The Deus Ex Series

Posted by Stuart Lindsay on December 01, 2008 in Blog tagged with

By Stuart Lindsay, graduate of the Masters in the Gothic Imagination (2008).

Restaging the Grand Tour Again?



As videogames become ever more technologically advanced, their capacity to represent time and setting with any degree of accuracy constantly shifts. With the anticipated release date for Deus Ex 3 sometime next year, it’s perhaps an apt time to reassess the relevance to the Gothic of the first two games in the epic cyberpunk series.

Both Deus Ex and its sequel, Deus Ex: Invisible War, are games which place you in the role of one of The Dentons: a family of cloned and nanotech-augmented detectives. In attempting to solve the global conspiracy that surrounds your creation, you embark on a Grand Tour of sorts, traversing European locales familiar to the Gothic, re-staging the progress of its very own Gothic heroes. Obviously, the most apparent of these is Frankenstein’s Creature. As a Frankensteinian creation in search of its origins, you travel Europe and eventually Antarctica, asking and often killing those scientists and government officials which were involved in the project that created you.

However, what made the Deus Ex games so groundbreaking was their use of satellite imagery in creating their European environments. This fictional Grand Tour, constructed from charts and maps, emphasises the visual aesthetic through the power of the eye’s geographical omniscience, using imagination and pre-existing cultural knowledge to fill in the details. The comparisons between this technologically and culturally entrenched representation of Europe with that carried out by Anne Radcliffe and her successors more than two hundred years earlier, are strongly apparent.

The first game at one point takes you to Paris. Here, it engages in all the philosophical debates surrounding the French Revolution, well-tilled in Radcliffe’s Romance of the Forest and Edmund Burke’s Reflections on the Revolution in France. Deus Ex invites you to explore the catacombs and châteaus of the once-grand aristocratic families and, in its own re-staging of historical eighteenth-century events, gives you the option of helping their descendants escape the occupying government oppressors which created you.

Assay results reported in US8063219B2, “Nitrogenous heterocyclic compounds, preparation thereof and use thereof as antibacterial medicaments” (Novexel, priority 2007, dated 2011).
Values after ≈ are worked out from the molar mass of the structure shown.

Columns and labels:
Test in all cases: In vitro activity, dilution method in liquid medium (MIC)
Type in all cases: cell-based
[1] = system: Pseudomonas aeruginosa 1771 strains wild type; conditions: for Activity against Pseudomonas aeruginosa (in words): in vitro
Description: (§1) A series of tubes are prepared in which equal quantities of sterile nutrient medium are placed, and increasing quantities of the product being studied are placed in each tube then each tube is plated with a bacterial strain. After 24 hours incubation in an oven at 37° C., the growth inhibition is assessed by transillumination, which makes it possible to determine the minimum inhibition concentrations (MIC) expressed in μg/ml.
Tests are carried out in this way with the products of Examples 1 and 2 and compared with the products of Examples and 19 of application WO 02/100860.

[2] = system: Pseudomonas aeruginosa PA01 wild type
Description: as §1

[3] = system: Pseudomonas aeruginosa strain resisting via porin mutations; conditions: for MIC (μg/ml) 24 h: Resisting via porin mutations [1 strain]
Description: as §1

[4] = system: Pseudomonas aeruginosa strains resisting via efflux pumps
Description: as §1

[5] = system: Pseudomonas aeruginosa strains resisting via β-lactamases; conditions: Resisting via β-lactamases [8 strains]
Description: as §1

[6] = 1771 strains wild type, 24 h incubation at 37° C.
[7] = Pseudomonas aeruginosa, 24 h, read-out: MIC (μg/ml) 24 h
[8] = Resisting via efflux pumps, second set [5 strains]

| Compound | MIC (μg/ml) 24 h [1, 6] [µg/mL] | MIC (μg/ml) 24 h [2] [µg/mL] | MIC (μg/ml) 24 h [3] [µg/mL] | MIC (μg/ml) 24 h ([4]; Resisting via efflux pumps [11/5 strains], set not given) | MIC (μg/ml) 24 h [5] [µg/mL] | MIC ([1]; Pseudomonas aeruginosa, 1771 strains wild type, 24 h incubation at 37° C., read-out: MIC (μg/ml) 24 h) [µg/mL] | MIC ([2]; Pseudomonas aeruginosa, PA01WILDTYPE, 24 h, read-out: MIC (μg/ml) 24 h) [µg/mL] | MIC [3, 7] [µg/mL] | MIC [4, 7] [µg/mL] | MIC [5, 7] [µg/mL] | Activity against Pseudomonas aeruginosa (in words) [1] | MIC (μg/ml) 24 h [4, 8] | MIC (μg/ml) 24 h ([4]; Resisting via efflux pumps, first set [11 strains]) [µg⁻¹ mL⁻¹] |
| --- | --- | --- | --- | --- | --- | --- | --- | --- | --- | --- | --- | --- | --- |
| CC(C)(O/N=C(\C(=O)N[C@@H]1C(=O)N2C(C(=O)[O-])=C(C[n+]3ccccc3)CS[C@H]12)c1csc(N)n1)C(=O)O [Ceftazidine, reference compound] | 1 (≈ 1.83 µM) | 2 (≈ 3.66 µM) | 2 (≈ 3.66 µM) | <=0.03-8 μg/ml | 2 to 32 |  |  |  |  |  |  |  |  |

Although Deus Ex was famous for its multiple-choice moral situations, its subtle alignment with conservative values reveals the cultural entrenchment which characterises Radcliffe’s European-set Gothic Romances. For example, the game represents the oppressed sympathetically: enlightened individuals hiding out in the catacombs of their ancestors. It evokes the narrative of Romance of the Forest: the La Mottes taking refuge amongst Gothic architecture from their Paris debtors. As with Radcliffe, the Deus Ex developers politely ask you to take a certain side, despite never providing any evidence other than their own perspective to support it.

In the second game, Deus Ex: Invisible War, the globetrotting adventure takes you to Trier in Germany, including a memorable visitation of the town’s Porte Nigre. The building takes on all the associated elements in keeping with the Radcliffian perspective: a Catholic fortress symbolic of its nation’s paranoia and fear of foreigners. Much like in the first Deus Ex, the new inhabitants of this ancient environment are representatives of their forebears, preserving a sense of history throughout the Gothic. The monkish Knights Templar, believing themselves to be descendants of the ancient medieval order of the same name, protect their borders with religious zealotry. By laying out this representation, the game follows the Radcliffian take on Catholicism, once again rendering it barbaric and savage.

 

 



The Deus Ex games, then, deliberately offer themselves up as a continuation of the history of Gothic, transplanting and updating the discourses laid down by the Radcliffian Romance Novel and its surrounding socio-political theory. The technology of the videogame allows us to simultaneously experience and interrogate other nations, without leaving the comfort of our own homes, a power that Radcliffe gave to her readers in the eighteenth century.

 



 

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